Reply:
 
President,
 
     Lantau Tomorrow is a vision spanning two to three decades.

It takes time to realise the vision, and studies have to be conducted before relevant details and specific development parameters could be firmed up. The project costs for reclamation and infrastructures are not yet budgeted at this stage. The projects proposed under the Lantau Tomorrow Vision will be taken forward in phases and the project costs will spread over a number of years.

Besides, with the completion of some mega projects in coming years, including the Express Rail Link (Hong Kong Section) and the Hong Kong-Zhuhai-Macao Bridge (Hong Kong Section) which have just commenced operation, the expenditure on these projects will reduce gradually. In formulating the implementation strategy, the Government will carry out detailed financial assessment by taking into account relevant factors like fiscal sustainability to ensure that the project expenditure is fiscally affordable.
 
     My reply to the various parts of the Hon Claudia Mo's question is as follows:
 
(1) and (2) The formation of artificial islands of 1 700 hectares in the central waters is a vision aiming to increase land supply for meeting the social, economic and housing needs of Hong Kong people in the medium and long terms. In the public engagement booklet in April this year, which sets out 18 land supply options, the Task Force on Land Supply (Task Force) quoted the Planning Department's estimate that Hong Kong has a shortfall of land of at least 1 200 hectares.

This figure, however, has not factored in the land required for improving the average living space per person and catering for the demand arising from ageing population and buildings. It is expected that land shortage is much higher than 1 200 hectares. In fact, preliminary observations provided by the Task Force in September also pointed out that Hong Kong needs more land (even beyond the shortfall of at least 1 200 hectares estimated in "Hong Kong 2030+: Towards a Planning Vision and Strategy Transcending 2030" ("Hong Kong 2030+")) and build up a land reserve as a precautionary measure to avoid recurrence of the dilemma of land shortage.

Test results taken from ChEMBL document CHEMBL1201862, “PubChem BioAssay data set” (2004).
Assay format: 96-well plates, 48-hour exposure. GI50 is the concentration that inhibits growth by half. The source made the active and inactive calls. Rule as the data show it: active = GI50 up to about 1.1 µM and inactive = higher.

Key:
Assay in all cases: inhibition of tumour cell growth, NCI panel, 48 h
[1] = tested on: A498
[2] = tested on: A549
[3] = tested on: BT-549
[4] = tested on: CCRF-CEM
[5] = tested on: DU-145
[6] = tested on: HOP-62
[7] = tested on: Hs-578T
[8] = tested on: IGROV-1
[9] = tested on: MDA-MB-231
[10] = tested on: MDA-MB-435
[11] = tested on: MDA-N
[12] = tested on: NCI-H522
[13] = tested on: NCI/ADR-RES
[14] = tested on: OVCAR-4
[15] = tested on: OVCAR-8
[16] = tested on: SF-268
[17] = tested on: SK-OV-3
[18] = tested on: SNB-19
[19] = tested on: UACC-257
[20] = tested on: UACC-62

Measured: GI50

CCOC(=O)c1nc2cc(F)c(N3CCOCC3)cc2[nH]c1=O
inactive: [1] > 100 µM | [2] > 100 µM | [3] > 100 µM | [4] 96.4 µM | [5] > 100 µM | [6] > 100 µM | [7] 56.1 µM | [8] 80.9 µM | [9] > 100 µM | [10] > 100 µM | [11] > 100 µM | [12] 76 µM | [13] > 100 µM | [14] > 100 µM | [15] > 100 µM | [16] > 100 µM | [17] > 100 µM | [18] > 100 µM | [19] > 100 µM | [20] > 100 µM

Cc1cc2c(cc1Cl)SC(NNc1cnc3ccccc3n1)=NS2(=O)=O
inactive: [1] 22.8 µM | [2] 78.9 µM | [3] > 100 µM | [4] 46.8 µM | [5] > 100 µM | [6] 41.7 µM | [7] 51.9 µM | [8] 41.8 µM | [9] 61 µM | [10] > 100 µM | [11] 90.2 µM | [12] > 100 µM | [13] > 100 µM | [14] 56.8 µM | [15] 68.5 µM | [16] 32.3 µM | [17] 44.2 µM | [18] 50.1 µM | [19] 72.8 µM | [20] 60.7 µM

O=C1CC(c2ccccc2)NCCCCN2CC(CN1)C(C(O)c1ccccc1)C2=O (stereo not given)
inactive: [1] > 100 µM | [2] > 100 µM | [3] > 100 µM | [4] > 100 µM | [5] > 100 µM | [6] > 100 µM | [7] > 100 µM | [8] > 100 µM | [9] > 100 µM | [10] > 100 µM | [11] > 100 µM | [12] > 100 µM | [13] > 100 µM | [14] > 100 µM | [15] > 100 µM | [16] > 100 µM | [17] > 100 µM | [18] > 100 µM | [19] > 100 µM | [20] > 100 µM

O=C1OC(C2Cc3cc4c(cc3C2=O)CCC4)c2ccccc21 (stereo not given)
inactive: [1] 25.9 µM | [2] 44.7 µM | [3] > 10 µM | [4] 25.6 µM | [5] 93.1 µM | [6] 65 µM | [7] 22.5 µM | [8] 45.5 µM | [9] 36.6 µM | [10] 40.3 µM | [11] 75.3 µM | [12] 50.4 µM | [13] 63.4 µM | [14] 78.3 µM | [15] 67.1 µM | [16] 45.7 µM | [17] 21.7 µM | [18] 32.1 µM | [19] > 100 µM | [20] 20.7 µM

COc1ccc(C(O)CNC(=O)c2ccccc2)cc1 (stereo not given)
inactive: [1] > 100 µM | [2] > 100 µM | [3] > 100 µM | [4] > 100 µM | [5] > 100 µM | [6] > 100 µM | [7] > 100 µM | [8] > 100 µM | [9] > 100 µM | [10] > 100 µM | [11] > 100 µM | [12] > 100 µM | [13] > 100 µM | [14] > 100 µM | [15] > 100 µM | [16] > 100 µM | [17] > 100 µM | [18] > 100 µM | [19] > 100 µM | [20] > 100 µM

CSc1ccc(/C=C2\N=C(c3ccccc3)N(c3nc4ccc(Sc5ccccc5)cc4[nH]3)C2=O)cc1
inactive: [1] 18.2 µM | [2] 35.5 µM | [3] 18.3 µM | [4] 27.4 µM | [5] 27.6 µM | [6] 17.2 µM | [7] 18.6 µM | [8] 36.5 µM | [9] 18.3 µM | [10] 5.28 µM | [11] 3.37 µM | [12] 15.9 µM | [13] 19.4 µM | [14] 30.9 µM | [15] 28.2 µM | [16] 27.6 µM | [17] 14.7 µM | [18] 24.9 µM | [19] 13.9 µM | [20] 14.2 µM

The new land reserve gained from reclamation can be used for improving the living environment, thinning out the existing densely populated urban areas and facilitating renewal of old districts.
 
     In mid-2018, government departments deployed internal resources to conduct a preliminary broad technical review on whether the reclamation study area in the central waters could be enlarged. The review made reference to the proposal in "Hong Kong 2030+" for the reclamation in the central waters for development of the East Lantau Metropolis of about 1 000 hectares. Taking into account factors such as water flow, water depth, marine traffic, marine ecology and conservation of natural shorelines, it is preliminarily considered that there is potential to enlarge the reclamation study area for the artificial islands in the central waters to about 1 700 hectares.
 
     It should be pointed out that the 1 700-hectare reclamation area is only a preliminary proposal, the details of which are subject to further studies and assessments.

In the first phase, we will focus on the studies for developing the artificial islands of about 1 000 hectares near Kau Yi Chau. As for the remaining artificial islands of about 700 hectares near Hei Ling Chau and the waters south of Cheung Chau, the studies will collect technical data for future reference in long-term planning, and there is no concrete implementation timetable at the moment. Having said that, the Government will take into account the findings in the final report to be submitted by the Task Force in December tentatively, and then firm up the details of the upcoming studies.

The ultimate extent of reclamation should be subject to the results of the studies.
 
(3) Under the conceptual spatial framework proposed by "Hong Kong 2030+" in end-2016, one of the proposals was to develop the East Lantau Metropolis through reclamation of about 1 000 hectares into a strategic growth area with the third Core Business District (CBD3). Another strategic growth area in the New Territories North was also proposed. The broad assessments conducted under "Hong Kong 2030+" only explore whether the two strategic growth areas are acceptable from the social, economic and environmental aspects.